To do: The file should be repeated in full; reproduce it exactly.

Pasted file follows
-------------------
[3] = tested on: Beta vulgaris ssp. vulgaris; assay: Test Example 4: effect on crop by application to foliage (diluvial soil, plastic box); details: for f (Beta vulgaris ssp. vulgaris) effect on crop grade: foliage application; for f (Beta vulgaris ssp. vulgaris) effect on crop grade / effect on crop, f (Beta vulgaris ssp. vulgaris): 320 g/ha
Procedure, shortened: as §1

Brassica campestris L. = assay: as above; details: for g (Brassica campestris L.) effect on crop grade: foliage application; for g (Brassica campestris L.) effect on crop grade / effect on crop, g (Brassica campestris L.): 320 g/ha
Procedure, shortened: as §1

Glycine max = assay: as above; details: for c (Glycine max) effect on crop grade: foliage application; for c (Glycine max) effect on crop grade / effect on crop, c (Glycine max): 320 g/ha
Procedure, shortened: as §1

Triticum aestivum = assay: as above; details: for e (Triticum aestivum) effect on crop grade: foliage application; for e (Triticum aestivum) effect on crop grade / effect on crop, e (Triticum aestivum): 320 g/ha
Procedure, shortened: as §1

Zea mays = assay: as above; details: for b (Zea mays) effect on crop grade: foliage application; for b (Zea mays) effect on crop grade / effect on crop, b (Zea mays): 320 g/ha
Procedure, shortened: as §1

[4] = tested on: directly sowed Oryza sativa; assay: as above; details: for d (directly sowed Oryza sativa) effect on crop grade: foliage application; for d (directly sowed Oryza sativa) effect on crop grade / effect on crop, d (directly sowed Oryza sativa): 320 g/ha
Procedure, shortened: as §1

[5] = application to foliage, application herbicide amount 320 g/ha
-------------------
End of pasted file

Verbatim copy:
[3] = tested on: Beta vulgaris ssp. vulgaris; assay: Test Example 4: effect on crop by application to foliage (diluvial soil, plastic box); details: for f (Beta vulgaris ssp. vulgaris) effect on crop grade: foliage application; for f (Beta vulgaris ssp. vulgaris) effect on crop grade / effect on crop, f (Beta vulgaris ssp. vulgaris): 320 g/ha
Procedure, shortened: as §1

Brassica campestris L. = assay: as above; details: for g (Brassica campestris L.) effect on crop grade: foliage application; for g (Brassica campestris L.) effect on crop grade / effect on crop, g (Brassica campestris L.): 320 g/ha
Procedure, shortened: as §1

Glycine max = assay: as above; details: for c (Glycine max) effect on crop grade: foliage application; for c (Glycine max) effect on crop grade / effect on crop, c (Glycine max): 320 g/ha
Procedure, shortened: as §1

Triticum aestivum = assay: as above; details: for e (Triticum aestivum) effect on crop grade: foliage application; for e (Triticum aestivum) effect on crop grade / effect on crop, e (Triticum aestivum): 320 g/ha
Procedure, shortened: as §1

Zea mays = assay: as above; details: for b (Zea mays) effect on crop grade: foliage application; for b (Zea mays) effect on crop grade / effect on crop, b (Zea mays): 320 g/ha
Procedure, shortened: as §1

[4] = tested on: directly sowed Oryza sativa; assay: as above; details: for d (directly sowed Oryza sativa) effect on crop grade: foliage application; for d (directly sowed Oryza sativa) effect on crop grade / effect on crop, d (directly sowed Oryza sativa): 320 g/ha
Procedure, shortened: as §1

[5] = application to foliage, application herbicide amount 320 g/ha